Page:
Friday, November 06, 2009


Lloyd C. Douglas was a pastor at a series of Lutheran, Congregational and United churches before starting a prolific writing career at the age of 50 with The Magnificent Obsession (1929), the first of several of his novels to eventual reach the silver screen. The most notable film treatment of a Douglas story is Douglas Sirk's 1954 Technicolor extravaganza, which was recently released on DVD by Criterion. (Director Todd Haynes pays tribute to Sirk's fifties "weepies" with the extraordinary 2002 film FAR FROM HEAVEN.) Now OBSESSION plays the big screen in all its magnificence: thanks, Cinematheque!

Pacific Cinematheque
Tuesday, November 17 - 1pm
Friday, November 20, 2009 - 9:35pm
Sunday, November 22, 2009 - 7:15pm
Thursday, November 26, 2009 - 9:15pm

Director: Douglas Sirk
Cast: Jane Wyman, Rock Hudson, Agnes Moorehead, Barbara Rush, Otto Kruger

VanCity: Douglas Sirk described Magnificent Obsession as the "craziest" of his stylish, sumptuous, subversive melodramas. The film’s delirious plot has Rock Hudson as an irresponsible playboy who indirectly causes the death of a doctor and blinds the dead man’s widow, played by Jane Wyman. Sirk's Magnificent Obsession was the director's first big commercial success, and a remake of the 1935 melodrama of the same name, which was based on the 1929 novel by pastor Lloyd C. Douglas. "It was the most confused book you can imagine," said Sirk. "My immediate reaction to Magnificent Obsession was bewilderment and discouragement. But still I was attracted by something irrational in it. Something mad, in a way — well, obsessed, because this is a damned crazy story if there ever was one."

More VanCity: Douglas Sirk’s extravagant 1950s melodramas — All That Heaven Allows, Written on the Wind, Imitation of Life et al. —constitute one of the most piercing critiques of American society to be found in classic Hollywood cinema – an achievement largely unappreciated by “serious” critics of the day because it came in the form of a much derided (but popular) genre: the “women’s picture,” or “weepie.” Sirk described Magnificent Obsession as the “craziest” of his films, and even that might have been an understatement. The film’s delirious plot has Rock Hudson as an irresponsible playboy who indirectly causes the death of a revered philanthropic doctor, blinds the dead man’s widow (played by Jane Wyman, the former Mrs. Ronald Reagan) in another accident, and then becomes a world-renowned surgeon in an effort to restore her sight — falling in love with her, of course, in the meantime. Magnificent Obsession was Sirk’s first big commercial success, and the first in the series of gloriously stylish, over-the-top, colour-drenched melodramas on which the bulk of his enormous critical reputation rests. The film demonstrates “Sirk’s daring, his willingness to take on the most outrageous material and work on it with the deep irony which was one of the most important gifts he brought with him to Hollywood” (Jon Halliday). “Extraordinary . . . Sirk’s films are something else” (Chris Petit)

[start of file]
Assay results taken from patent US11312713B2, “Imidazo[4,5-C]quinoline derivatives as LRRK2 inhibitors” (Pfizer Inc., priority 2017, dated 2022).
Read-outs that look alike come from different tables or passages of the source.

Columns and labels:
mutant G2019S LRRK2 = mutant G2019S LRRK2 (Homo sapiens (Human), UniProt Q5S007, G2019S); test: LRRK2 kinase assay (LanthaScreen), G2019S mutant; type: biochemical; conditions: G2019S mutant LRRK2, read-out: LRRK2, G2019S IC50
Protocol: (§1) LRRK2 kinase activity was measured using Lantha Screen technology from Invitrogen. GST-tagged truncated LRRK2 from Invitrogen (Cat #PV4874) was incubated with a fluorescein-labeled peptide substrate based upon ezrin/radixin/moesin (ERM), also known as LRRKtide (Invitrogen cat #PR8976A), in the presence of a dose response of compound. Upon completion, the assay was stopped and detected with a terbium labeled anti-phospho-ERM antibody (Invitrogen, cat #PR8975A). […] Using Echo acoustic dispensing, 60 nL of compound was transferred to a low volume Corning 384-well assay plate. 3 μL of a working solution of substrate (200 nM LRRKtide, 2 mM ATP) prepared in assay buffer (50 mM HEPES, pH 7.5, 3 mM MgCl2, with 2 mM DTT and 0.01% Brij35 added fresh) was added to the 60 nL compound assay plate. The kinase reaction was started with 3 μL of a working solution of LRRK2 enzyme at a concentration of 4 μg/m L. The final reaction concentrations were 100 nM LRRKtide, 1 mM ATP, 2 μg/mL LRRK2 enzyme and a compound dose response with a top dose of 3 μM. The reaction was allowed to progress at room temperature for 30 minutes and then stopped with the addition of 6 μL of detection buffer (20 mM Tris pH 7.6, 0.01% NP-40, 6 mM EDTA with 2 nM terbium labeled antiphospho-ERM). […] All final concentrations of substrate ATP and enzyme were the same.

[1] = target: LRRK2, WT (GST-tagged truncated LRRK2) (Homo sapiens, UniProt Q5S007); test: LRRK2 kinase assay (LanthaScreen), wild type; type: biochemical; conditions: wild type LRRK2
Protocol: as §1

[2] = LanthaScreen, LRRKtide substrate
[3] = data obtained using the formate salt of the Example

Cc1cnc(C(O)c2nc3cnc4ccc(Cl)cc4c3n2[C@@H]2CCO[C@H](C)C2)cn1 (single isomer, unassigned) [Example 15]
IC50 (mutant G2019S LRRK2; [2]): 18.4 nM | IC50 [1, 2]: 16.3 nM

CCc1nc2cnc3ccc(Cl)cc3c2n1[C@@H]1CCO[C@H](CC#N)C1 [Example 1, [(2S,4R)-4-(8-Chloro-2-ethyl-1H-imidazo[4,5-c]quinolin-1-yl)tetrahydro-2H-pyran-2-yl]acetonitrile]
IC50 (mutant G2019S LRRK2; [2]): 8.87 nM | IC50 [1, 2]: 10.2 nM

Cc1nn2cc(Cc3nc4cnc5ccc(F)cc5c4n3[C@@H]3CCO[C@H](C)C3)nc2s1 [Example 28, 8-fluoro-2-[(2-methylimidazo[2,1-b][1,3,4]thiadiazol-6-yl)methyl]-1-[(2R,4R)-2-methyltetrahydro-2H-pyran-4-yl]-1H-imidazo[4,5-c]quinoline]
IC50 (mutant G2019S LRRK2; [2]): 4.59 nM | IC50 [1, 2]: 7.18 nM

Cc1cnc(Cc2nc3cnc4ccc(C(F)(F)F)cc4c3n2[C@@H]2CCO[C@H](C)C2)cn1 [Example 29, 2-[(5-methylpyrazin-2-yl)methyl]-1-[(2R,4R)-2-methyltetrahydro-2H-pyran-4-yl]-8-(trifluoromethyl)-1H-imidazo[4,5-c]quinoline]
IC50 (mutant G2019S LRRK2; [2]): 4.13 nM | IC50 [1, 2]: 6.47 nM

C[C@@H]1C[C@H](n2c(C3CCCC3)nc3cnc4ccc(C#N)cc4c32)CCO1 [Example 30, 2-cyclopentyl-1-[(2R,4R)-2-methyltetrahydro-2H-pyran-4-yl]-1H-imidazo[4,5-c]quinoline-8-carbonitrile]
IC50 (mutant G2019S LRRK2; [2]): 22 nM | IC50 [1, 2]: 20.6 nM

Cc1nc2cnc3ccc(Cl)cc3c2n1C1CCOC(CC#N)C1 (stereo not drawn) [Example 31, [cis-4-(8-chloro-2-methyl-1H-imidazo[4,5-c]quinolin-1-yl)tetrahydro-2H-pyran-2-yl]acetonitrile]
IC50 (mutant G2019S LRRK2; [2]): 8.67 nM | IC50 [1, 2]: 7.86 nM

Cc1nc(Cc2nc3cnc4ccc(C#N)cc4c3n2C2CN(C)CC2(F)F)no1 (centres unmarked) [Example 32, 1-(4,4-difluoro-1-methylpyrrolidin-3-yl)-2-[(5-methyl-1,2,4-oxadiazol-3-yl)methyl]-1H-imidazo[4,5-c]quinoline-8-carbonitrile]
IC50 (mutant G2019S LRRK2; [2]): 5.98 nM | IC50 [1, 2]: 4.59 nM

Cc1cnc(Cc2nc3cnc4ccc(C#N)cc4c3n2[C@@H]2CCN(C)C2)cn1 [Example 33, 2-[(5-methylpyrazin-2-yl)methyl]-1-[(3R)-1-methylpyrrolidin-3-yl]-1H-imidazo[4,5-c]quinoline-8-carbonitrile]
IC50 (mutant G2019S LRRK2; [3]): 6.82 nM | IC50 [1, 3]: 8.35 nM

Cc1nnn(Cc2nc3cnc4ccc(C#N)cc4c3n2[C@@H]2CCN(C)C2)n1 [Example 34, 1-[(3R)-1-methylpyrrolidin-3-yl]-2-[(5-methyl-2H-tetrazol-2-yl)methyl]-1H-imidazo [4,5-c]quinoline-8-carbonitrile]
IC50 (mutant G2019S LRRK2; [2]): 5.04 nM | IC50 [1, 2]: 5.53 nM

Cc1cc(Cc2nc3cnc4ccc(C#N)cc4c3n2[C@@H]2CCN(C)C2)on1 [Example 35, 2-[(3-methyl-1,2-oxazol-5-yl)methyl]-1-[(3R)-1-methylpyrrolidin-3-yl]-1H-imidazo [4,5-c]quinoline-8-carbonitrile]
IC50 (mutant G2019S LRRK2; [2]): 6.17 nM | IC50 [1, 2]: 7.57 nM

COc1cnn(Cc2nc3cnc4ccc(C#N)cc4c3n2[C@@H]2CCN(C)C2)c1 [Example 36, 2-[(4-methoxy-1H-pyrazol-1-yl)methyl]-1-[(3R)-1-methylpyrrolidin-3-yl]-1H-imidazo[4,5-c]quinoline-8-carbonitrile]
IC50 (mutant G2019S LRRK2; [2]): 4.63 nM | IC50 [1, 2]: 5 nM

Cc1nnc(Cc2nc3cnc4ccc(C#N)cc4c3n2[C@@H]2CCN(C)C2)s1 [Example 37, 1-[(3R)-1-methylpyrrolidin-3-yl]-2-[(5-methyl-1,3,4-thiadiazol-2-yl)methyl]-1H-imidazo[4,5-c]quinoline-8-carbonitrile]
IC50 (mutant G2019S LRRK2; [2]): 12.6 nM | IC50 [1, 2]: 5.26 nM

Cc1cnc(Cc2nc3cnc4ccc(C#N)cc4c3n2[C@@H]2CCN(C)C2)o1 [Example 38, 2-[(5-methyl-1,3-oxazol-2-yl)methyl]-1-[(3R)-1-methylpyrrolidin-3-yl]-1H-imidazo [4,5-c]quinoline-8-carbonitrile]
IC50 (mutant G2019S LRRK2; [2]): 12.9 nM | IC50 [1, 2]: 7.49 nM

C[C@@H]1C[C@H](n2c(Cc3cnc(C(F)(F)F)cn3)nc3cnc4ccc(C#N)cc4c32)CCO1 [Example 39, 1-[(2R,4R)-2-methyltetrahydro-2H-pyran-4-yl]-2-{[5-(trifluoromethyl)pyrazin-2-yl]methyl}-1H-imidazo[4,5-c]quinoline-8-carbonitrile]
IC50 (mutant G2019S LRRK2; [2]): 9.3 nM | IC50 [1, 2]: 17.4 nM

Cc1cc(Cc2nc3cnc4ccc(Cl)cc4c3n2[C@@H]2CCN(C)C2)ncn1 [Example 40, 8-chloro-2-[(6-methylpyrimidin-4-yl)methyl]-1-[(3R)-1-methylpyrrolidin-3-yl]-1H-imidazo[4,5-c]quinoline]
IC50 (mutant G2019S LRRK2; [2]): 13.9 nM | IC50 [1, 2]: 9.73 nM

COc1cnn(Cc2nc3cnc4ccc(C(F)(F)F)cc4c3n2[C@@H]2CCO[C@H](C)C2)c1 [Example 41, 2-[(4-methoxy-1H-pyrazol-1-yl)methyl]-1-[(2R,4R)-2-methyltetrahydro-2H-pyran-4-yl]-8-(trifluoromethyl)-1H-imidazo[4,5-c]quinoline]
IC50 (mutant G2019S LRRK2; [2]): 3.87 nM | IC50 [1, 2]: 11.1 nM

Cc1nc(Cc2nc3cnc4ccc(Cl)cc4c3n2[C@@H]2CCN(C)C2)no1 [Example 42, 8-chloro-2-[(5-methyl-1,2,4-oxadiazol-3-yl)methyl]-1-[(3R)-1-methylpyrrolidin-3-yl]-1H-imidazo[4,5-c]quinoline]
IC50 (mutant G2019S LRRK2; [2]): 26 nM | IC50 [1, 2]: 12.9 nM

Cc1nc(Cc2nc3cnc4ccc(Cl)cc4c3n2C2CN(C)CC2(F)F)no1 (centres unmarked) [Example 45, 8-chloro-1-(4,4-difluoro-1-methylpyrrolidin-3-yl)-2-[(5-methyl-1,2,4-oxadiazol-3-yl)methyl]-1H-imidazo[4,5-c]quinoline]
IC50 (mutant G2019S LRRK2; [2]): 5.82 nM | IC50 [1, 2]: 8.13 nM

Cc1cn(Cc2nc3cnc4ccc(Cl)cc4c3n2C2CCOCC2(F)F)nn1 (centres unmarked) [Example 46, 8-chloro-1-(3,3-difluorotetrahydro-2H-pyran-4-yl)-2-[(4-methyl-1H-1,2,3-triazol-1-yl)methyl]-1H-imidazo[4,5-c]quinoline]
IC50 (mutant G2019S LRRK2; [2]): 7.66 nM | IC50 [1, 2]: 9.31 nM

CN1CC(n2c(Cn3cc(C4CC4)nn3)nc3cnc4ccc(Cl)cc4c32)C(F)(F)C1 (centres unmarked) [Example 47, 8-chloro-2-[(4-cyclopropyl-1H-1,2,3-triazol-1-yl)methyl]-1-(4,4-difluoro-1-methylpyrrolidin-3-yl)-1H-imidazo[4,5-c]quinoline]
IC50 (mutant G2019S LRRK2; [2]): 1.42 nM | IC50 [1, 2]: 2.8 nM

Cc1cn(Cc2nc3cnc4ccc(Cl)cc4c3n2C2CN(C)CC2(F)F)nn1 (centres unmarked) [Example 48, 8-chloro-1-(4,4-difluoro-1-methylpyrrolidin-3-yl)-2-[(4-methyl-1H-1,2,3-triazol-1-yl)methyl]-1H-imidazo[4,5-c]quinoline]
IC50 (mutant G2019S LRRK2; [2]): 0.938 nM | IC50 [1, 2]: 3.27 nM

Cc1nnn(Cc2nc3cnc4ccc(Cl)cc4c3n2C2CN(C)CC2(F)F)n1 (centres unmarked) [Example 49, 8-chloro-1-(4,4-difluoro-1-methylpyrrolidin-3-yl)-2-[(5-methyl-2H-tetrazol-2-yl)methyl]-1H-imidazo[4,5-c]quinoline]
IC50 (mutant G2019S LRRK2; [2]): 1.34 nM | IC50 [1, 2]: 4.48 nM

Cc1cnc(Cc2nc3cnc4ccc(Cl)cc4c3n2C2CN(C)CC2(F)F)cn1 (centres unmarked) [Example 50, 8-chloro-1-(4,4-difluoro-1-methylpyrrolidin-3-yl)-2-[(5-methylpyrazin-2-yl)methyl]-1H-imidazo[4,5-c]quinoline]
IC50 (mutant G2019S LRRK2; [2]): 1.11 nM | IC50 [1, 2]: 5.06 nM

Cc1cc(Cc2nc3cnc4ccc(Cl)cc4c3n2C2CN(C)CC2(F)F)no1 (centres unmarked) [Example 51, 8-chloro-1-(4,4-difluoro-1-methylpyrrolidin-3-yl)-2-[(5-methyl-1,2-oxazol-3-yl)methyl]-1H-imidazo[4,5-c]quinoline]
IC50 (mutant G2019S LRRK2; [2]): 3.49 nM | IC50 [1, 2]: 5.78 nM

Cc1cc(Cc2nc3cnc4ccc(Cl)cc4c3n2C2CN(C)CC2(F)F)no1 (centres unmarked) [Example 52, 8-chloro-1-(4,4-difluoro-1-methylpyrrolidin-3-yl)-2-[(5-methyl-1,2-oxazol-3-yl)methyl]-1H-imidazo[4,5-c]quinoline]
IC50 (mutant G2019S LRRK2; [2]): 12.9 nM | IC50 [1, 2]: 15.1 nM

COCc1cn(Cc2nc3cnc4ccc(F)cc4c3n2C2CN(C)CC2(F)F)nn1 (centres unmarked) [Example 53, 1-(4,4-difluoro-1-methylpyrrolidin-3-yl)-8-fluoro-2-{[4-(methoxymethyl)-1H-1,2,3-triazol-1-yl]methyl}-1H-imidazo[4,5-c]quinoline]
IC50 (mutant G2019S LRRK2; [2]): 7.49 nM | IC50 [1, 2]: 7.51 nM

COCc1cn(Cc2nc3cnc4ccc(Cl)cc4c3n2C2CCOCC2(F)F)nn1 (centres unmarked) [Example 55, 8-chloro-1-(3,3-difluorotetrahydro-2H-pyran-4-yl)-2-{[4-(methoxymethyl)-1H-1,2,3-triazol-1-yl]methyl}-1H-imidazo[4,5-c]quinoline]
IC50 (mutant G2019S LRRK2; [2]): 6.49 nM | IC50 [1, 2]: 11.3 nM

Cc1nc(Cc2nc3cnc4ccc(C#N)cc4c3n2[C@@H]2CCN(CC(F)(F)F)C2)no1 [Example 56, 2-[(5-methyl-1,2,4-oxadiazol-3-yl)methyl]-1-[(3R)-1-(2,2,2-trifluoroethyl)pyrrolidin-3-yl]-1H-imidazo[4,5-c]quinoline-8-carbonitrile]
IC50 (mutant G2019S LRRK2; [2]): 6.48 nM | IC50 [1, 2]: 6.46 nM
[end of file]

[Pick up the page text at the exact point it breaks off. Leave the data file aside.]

THE MAGNIFICENT OBSESSION is available on Criterion DVD at Videomatica

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